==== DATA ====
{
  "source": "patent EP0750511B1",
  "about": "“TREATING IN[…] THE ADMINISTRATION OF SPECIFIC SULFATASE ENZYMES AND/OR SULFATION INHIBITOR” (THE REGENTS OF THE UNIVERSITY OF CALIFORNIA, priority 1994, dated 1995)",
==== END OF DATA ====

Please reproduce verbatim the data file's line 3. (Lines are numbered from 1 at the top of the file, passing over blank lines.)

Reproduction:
  "about": "“TREATING IN[…] THE ADMINISTRATION OF SPECIFIC SULFATASE ENZYMES AND/OR SULFATION INHIBITOR” (THE REGENTS OF THE UNIVERSITY OF CALIFORNIA, priority 1994, dated 1995)",